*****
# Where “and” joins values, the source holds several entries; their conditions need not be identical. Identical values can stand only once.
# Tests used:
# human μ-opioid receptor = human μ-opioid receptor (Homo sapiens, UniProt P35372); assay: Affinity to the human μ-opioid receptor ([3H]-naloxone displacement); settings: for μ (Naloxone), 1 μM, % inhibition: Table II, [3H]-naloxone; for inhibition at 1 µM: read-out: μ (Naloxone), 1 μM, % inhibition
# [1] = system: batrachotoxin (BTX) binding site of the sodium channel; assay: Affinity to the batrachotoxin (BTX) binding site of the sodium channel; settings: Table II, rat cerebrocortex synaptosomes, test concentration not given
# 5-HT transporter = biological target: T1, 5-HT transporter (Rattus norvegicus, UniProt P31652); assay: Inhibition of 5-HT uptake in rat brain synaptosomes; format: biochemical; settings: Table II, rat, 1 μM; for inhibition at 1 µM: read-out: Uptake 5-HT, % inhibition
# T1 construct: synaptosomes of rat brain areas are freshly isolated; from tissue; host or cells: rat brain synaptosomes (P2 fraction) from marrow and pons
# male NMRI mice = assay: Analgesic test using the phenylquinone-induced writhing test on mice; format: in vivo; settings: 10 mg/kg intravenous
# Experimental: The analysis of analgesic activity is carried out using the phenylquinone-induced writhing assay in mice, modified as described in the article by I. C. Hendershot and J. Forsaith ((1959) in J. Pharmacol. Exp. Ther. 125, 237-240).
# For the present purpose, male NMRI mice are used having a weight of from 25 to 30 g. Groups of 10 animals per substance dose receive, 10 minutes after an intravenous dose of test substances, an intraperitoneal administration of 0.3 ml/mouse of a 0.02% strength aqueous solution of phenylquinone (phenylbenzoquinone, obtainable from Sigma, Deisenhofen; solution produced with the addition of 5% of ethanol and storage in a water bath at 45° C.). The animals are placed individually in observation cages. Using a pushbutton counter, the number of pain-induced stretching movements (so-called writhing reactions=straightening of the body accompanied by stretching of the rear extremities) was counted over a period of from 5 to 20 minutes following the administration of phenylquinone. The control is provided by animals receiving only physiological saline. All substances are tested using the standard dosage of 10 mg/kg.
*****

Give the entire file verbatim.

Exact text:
# Where “and” joins values, the source holds several entries; their conditions need not be identical. Identical values can stand only once.
# Tests used:
# human μ-opioid receptor = human μ-opioid receptor (Homo sapiens, UniProt P35372); assay: Affinity to the human μ-opioid receptor ([3H]-naloxone displacement); settings: for μ (Naloxone), 1 μM, % inhibition: Table II, [3H]-naloxone; for inhibition at 1 µM: read-out: μ (Naloxone), 1 μM, % inhibition
# [1] = system: batrachotoxin (BTX) binding site of the sodium channel; assay: Affinity to the batrachotoxin (BTX) binding site of the sodium channel; settings: Table II, rat cerebrocortex synaptosomes, test concentration not given
# 5-HT transporter = biological target: T1, 5-HT transporter (Rattus norvegicus, UniProt P31652); assay: Inhibition of 5-HT uptake in rat brain synaptosomes; format: biochemical; settings: Table II, rat, 1 μM; for inhibition at 1 µM: read-out: Uptake 5-HT, % inhibition
# T1 construct: synaptosomes of rat brain areas are freshly isolated; from tissue; host or cells: rat brain synaptosomes (P2 fraction) from marrow and pons
# male NMRI mice = assay: Analgesic test using the phenylquinone-induced writhing test on mice; format: in vivo; settings: 10 mg/kg intravenous
# Experimental: The analysis of analgesic activity is carried out using the phenylquinone-induced writhing assay in mice, modified as described in the article by I. C. Hendershot and J. Forsaith ((1959) in J. Pharmacol. Exp. Ther. 125, 237-240).
# For the present purpose, male NMRI mice are used having a weight of from 25 to 30 g. Groups of 10 animals per substance dose receive, 10 minutes after an intravenous dose of test substances, an intraperitoneal administration of 0.3 ml/mouse of a 0.02% strength aqueous solution of phenylquinone (phenylbenzoquinone, obtainable from Sigma, Deisenhofen; solution produced with the addition of 5% of ethanol and storage in a water bath at 45° C.). The animals are placed individually in observation cages. Using a pushbutton counter, the number of pain-induced stretching movements (so-called writhing reactions=straightening of the body accompanied by stretching of the rear extremities) was counted over a period of from 5 to 20 minutes following the administration of phenylquinone. The control is provided by animals receiving only physiological saline. All substances are tested using the standard dosage of 10 mg/kg.